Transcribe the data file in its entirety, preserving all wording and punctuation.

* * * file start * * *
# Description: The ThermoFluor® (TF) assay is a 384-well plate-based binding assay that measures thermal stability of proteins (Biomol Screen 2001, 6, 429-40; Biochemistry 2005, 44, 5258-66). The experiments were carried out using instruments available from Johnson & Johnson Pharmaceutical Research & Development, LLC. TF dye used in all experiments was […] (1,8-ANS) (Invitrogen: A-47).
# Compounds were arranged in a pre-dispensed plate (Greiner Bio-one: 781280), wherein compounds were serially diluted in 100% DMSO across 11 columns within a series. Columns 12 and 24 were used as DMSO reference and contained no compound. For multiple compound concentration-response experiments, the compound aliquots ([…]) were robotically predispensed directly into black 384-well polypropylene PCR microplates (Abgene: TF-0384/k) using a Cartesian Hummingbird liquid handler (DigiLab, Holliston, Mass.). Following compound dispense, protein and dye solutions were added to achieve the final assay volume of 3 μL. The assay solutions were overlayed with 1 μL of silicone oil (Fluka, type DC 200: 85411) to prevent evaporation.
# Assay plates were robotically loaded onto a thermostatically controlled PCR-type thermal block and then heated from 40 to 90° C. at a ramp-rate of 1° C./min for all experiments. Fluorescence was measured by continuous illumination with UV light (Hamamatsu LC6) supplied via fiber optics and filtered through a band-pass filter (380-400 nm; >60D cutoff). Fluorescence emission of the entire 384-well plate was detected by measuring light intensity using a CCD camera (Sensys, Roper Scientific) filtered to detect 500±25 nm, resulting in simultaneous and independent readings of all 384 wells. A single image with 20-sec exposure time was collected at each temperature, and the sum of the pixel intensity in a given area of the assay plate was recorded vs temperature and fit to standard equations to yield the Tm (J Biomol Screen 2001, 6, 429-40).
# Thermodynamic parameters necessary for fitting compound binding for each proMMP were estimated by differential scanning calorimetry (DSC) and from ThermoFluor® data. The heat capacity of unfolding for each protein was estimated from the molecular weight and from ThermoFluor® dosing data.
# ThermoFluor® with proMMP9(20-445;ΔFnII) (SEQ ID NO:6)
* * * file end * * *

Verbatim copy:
# Description: The ThermoFluor® (TF) assay is a 384-well plate-based binding assay that measures thermal stability of proteins (Biomol Screen 2001, 6, 429-40; Biochemistry 2005, 44, 5258-66). The experiments were carried out using instruments available from Johnson & Johnson Pharmaceutical Research & Development, LLC. TF dye used in all experiments was […] (1,8-ANS) (Invitrogen: A-47).
# Compounds were arranged in a pre-dispensed plate (Greiner Bio-one: 781280), wherein compounds were serially diluted in 100% DMSO across 11 columns within a series. Columns 12 and 24 were used as DMSO reference and contained no compound. For multiple compound concentration-response experiments, the compound aliquots ([…]) were robotically predispensed directly into black 384-well polypropylene PCR microplates (Abgene: TF-0384/k) using a Cartesian Hummingbird liquid handler (DigiLab, Holliston, Mass.). Following compound dispense, protein and dye solutions were added to achieve the final assay volume of 3 μL. The assay solutions were overlayed with 1 μL of silicone oil (Fluka, type DC 200: 85411) to prevent evaporation.
# Assay plates were robotically loaded onto a thermostatically controlled PCR-type thermal block and then heated from 40 to 90° C. at a ramp-rate of 1° C./min for all experiments. Fluorescence was measured by continuous illumination with UV light (Hamamatsu LC6) supplied via fiber optics and filtered through a band-pass filter (380-400 nm; >60D cutoff). Fluorescence emission of the entire 384-well plate was detected by measuring light intensity using a CCD camera (Sensys, Roper Scientific) filtered to detect 500±25 nm, resulting in simultaneous and independent readings of all 384 wells. A single image with 20-sec exposure time was collected at each temperature, and the sum of the pixel intensity in a given area of the assay plate was recorded vs temperature and fit to standard equations to yield the Tm (J Biomol Screen 2001, 6, 429-40).
# Thermodynamic parameters necessary for fitting compound binding for each proMMP were estimated by differential scanning calorimetry (DSC) and from ThermoFluor® data. The heat capacity of unfolding for each protein was estimated from the molecular weight and from ThermoFluor® dosing data.
# ThermoFluor® with proMMP9(20-445;ΔFnII) (SEQ ID NO:6)